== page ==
Word Power: IDIOT

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What’s In a Word?

There are five primary areas of practice to the Writer Wellness plan. Relaxation/meditation, creative play, fitness and exercise, journaling, and nutrition.

Word power is an occasional comment from me on–words. My love of words is one of the reasons I became a writer.

I’ve never been a fan of the word “idiot.” It is the ultimate insult to someone’s intelligence in most circles. But words, particularly prickly ones like ‘idiot,’ get popularized through overuse by a group or a celebrity or some other pop culture phenomenon. Apparently, “idiot” is a new favorite word in the world of entertainment.

There is the Alpha Books series “The Complete Idiot’s Guide to fill-in-the-blank” http://www.idiotsguides.com/

My daughters loved the Broadway musical “American Idiot,” a rock opera performed by the group Green Day.


And there’s the “Idiot Proof Diet” with a picture of a cartoon character saying, “I’m a certified idiot,” with a big smile on her face.


I mean, who wants to be an idiot? It’s the greatest reverse psychology marketing idea ever, isn’t it? You don’t want to be an idiot so you need the information or the product in your arsenal to prove you aren’t an idiot.

But then two comedians (Ricky Gervais and Stephen Merchant) come up with an idea for a television show called “An Idiot Abroad.” And even though the word idiot still rubs me the wrong way, this reality series is hysterical in a funny and perhaps a not so funny way.


While he’s never actually referred to as the idiot, Gervais and Merchant have convinced Karl Pilkington to visit the seven wonders of the world because he’s a stay-at-home-and-happy-to-be-there Brit who’s not the most culturally aware fellow you’ll ever meet. Or maybe he is. What’s so funny is seeing yourself in what he says and does in all these countries when faced with some culturally bizarre (by some terms) foods, customs, and traffic. Imagine Archie Bunker getting a back wax in Brazil so he can wear a Samba costume to Carnivale. That’s Karl Pilkington, just no recliner or cigar.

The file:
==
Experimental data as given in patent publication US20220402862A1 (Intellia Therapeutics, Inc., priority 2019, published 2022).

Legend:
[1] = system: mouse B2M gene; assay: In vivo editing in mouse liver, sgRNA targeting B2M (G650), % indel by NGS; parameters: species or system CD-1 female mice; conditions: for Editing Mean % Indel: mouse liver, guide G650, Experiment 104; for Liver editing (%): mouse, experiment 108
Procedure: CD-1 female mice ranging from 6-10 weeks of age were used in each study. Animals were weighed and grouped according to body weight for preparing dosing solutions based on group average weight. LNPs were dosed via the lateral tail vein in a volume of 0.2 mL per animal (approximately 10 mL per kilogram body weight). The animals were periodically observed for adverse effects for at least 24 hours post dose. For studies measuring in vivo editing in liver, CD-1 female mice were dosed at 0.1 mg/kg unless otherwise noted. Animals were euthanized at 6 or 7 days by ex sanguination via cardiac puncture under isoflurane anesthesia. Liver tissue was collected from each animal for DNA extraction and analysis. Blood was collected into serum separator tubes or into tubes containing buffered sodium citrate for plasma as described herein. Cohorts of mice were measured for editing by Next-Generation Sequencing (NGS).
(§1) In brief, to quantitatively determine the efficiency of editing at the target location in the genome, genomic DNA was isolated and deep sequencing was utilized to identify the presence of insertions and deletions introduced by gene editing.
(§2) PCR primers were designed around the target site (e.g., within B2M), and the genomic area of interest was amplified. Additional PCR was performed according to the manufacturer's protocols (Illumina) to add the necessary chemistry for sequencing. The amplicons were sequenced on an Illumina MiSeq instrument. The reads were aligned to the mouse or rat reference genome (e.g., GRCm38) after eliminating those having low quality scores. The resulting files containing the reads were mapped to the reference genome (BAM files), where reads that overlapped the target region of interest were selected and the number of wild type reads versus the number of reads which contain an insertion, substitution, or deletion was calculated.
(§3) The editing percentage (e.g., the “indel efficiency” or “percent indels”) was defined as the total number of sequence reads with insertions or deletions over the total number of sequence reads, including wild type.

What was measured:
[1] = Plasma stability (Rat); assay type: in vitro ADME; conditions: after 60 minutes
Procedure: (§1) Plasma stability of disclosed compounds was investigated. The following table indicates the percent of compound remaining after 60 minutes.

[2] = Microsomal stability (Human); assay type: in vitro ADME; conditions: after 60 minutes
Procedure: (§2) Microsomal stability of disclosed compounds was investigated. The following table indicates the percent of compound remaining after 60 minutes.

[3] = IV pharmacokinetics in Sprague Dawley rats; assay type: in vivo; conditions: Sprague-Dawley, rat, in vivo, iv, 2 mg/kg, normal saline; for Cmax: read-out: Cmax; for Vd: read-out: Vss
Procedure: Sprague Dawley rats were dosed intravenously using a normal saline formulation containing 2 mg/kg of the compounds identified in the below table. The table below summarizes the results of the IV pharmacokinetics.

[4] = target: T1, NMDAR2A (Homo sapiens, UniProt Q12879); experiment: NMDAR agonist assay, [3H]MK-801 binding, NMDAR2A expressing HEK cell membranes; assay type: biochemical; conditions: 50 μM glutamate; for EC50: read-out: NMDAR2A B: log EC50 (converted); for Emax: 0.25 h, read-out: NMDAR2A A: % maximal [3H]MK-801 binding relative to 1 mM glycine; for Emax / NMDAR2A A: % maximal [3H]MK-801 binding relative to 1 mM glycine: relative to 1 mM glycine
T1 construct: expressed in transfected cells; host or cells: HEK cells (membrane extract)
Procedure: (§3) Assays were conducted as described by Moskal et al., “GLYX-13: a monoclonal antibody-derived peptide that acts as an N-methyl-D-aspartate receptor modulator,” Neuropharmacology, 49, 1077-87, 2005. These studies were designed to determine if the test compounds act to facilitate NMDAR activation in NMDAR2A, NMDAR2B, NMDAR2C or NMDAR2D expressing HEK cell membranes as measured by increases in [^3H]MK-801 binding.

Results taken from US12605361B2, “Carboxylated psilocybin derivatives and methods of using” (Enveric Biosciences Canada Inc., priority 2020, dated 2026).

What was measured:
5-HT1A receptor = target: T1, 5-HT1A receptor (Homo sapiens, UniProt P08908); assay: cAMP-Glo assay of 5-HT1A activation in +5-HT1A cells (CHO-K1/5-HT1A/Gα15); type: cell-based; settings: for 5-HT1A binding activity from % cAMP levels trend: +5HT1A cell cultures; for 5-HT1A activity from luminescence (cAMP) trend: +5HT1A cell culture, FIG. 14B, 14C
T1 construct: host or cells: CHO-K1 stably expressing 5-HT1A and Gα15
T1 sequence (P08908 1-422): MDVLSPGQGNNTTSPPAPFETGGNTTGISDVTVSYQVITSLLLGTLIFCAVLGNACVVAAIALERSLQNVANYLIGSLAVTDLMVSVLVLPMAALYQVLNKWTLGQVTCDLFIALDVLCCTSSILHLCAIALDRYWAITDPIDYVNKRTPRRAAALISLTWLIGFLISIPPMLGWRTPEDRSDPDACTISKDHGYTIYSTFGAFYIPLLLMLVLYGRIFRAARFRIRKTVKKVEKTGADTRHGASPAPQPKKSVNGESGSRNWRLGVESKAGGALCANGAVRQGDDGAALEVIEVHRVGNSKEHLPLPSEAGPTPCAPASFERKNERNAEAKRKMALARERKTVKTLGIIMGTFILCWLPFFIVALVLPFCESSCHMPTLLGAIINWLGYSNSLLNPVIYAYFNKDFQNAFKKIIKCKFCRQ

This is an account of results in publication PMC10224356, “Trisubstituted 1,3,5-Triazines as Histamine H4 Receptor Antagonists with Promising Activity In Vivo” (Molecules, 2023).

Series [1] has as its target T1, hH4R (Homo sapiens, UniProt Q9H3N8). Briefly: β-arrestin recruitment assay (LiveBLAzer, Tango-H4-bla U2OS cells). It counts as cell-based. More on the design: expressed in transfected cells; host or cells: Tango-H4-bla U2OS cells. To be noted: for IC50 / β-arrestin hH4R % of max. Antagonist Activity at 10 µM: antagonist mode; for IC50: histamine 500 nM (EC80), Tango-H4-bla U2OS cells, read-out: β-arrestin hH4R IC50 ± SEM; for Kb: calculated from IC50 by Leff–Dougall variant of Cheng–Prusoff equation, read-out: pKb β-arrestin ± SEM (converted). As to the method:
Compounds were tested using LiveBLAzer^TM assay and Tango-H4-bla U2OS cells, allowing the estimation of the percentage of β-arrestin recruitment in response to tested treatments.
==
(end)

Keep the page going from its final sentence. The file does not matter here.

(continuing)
For instance, not too long into the travels, he becomes obsessed with toilets when he discovers that they are not the same abroad as he’s used to at home. He hates crowds, parties, and planning, so everywhere he goes Gervais and Merchant have arranged for Pilkington to participate in some major cultural phenomenon that tests his patience and sometimes his stomach. Mostly what Pilkington does is complain. He witnesses the giant statue of Christ the Redeemer in Brazil and all he has to say about it is the price of a can of Coke is too much, and they can get away with it because there is nothing to compete with.

Needing a voice of reason among the cackles, I turn to Webster. “Idiot, n. 1. Psychol. A person of profound mental retardation.” Just when I think this isn’t going to help, I read, “No longer in scientific use and considered offensive.”

In my opinion, it is ignominious to call someone an idiot. What’s your opinion on the word idiot?

Be well, write well.




Joy E. Held is the author of Writer Wellness, A Writer’s Path to Health and Creativity, a college educator, blogger, and yoga/meditation teacher. Her work has appeared in numerous publications including Romance Writers Report, Dance Teacher Now, Yoga Journal, and Woman Engineer Magazine.

Photo: K. Held

Photo by Ray Hennessy on Unsplash

Copyright 2018, Joy E. Held